Piriformis Syndrome vs. Sciatica

Instructor: Courtney Dohse
In this lesson, we will learn the basic definitions and causes of sciatica and piriformis syndrome, as well as the similarities and differences between the two conditions.

Case Study

Jennifer is a healthy 28-year-old who plays professional soccer. She presents to her physician's office with complaints of a burning pain in her buttocks that shoots down her left leg. The doctor asks Jennifer to fill out a questionnaire about her health history. In her questionnaire, Jennifer reports that she has never knowingly suffered an injury to her back, hip, or leg. She reports working out 7 mornings a week for 2 hours to build strength for soccer. Jennifer also has a 3-hour practice in the evenings 6 days a week.

What could be the cause of Jennifer's symptoms? To figure this out, let's examine the definitions of sciatica and piriformis syndrome.

What is Sciatica?

The sciatic nerve is the largest and longest nerve in the human body, extending from the lower back, through the buttocks, and down each leg. Sciatica refers to pain experienced along the pathway of the sciatic nerve. Typically, sciatic pain is described as a burning or tingling feeling affecting the lower back, buttocks, and leg, usually only on one side of the body.

The most common cause of sciatica is compression of the nerve pathway, usually caused by a herniated spinal disc or bone spur putting pressure on the nerve. This often causes damage to the nerve, inflammation, and irritation, which in turn causes pain. Because of the compression of the nerve by a segment of bone, nerve signals are often interrupted and the person may experience a sensation of numbness in their leg.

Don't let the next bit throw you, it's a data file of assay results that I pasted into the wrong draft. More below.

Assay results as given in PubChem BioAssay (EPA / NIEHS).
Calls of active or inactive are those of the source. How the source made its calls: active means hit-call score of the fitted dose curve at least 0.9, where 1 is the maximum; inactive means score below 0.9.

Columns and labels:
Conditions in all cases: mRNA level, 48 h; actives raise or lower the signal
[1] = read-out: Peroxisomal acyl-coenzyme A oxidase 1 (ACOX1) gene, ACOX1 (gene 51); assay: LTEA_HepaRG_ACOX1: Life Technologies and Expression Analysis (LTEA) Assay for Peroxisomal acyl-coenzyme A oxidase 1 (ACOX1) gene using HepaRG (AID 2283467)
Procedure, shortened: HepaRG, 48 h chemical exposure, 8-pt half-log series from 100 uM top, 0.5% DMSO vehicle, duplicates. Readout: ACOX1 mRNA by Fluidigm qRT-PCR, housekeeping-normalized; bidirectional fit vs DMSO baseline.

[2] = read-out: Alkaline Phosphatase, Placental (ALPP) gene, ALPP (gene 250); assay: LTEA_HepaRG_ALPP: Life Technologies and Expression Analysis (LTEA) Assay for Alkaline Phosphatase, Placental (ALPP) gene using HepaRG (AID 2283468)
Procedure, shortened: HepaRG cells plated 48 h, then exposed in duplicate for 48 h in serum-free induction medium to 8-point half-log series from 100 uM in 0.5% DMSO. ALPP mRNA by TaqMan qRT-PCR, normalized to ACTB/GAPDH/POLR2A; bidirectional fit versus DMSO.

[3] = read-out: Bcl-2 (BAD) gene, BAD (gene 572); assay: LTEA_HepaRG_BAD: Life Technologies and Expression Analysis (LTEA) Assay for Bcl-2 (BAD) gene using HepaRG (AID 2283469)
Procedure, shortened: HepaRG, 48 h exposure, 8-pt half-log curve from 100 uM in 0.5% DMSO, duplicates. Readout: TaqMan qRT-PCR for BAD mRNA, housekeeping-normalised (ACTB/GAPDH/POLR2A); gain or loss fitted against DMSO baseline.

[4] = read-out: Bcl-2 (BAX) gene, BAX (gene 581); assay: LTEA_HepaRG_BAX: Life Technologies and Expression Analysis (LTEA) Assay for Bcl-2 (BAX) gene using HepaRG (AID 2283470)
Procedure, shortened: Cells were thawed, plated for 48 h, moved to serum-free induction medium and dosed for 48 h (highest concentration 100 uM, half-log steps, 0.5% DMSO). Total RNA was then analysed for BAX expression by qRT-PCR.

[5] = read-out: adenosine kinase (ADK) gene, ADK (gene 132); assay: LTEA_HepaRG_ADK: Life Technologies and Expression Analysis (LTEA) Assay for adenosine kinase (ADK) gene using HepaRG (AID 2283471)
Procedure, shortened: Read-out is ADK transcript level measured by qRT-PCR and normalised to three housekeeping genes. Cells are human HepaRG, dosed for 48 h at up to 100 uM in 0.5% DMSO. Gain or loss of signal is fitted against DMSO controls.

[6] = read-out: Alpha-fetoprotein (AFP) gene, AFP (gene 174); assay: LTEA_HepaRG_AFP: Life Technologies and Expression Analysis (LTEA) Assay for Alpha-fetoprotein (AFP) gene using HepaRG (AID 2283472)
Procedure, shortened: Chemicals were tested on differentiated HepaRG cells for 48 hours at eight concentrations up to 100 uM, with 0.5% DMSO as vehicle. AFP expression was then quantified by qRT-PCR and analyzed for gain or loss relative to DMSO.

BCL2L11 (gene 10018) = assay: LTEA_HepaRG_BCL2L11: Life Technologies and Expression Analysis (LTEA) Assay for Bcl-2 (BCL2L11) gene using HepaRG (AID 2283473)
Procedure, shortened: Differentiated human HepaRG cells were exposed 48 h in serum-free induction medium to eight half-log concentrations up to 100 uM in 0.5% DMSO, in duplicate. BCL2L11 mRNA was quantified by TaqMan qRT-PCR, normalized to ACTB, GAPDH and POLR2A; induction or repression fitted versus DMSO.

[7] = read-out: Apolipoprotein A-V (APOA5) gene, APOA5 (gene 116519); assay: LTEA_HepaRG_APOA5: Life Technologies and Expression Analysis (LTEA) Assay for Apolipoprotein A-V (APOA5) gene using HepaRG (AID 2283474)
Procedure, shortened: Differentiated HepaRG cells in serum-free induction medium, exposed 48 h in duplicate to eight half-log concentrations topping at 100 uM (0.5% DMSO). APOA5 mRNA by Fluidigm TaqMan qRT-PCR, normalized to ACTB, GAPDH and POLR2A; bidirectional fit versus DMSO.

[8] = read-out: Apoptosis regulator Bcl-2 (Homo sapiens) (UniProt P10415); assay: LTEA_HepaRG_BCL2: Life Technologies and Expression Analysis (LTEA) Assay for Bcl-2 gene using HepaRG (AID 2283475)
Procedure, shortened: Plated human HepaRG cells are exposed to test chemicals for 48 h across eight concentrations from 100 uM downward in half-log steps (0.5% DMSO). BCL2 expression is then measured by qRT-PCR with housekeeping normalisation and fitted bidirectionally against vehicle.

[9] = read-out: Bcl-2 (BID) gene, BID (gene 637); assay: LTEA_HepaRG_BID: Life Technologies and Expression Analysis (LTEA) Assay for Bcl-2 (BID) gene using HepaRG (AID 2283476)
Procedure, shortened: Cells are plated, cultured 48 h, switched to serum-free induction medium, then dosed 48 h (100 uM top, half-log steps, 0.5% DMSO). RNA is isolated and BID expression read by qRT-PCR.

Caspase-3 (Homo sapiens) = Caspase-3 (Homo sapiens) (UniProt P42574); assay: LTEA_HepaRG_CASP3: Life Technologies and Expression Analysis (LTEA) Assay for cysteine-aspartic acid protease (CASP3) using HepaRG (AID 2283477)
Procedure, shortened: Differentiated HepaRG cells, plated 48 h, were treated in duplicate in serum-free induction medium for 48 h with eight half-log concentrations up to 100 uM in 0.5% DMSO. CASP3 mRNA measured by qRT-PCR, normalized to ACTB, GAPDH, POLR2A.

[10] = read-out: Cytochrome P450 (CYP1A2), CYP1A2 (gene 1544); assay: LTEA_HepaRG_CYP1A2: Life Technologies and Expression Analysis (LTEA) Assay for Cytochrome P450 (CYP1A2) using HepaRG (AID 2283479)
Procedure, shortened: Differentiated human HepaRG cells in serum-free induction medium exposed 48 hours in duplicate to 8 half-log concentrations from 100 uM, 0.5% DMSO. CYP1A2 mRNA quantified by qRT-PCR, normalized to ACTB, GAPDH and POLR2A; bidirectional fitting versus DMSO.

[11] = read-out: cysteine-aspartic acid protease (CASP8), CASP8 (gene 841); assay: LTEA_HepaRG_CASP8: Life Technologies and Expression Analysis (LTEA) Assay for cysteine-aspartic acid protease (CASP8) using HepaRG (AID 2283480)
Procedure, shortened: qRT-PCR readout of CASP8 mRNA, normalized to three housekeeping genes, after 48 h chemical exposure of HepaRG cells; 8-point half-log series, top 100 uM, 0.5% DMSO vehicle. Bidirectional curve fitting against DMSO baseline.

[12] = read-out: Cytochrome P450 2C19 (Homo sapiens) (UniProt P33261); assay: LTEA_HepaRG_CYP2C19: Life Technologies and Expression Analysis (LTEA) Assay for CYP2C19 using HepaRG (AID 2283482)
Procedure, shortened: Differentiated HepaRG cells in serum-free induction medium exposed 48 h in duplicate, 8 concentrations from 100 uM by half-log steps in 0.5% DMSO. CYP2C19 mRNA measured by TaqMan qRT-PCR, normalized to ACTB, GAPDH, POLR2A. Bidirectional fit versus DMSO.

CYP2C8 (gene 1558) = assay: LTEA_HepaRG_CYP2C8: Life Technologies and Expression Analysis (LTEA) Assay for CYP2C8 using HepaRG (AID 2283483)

What is Piriformis Syndrome?

Piriformis Syndrome is pain along the pathway of the sciatic nerve, caused by compression from the nearby piriformis muscle. This is a large muscle located in the buttocks, close to the hip joint. The main function of this muscle is to allow people to lift and rotate their thighs. When this muscle spasms, or becomes inflamed, it may put pressure on the sciatic nerve, causing symptoms that mimic sciatica. Piriformis syndrome most commonly affects athletes and occurs due to overuse of the muscle. However, it can affect other people as well, not just due to overuse but perhaps due to trauma to the muscle.

piriformis muscle

Sciatica and Piriformis Syndrome: Compare and Contrast


Sciatica and piriformis syndrome share the same set of symptoms, and therefore, it is sometimes hard to distinguish one diagnosis from the other. Both sciatica and piriformis syndrome cause a person pain throughout the lower back, buttocks, and leg because both of these syndromes affect the sciatic nerve. Both of these syndromes may cause numbness in the affected leg because both of them block the nerve pathway and interrupt nerve signals.

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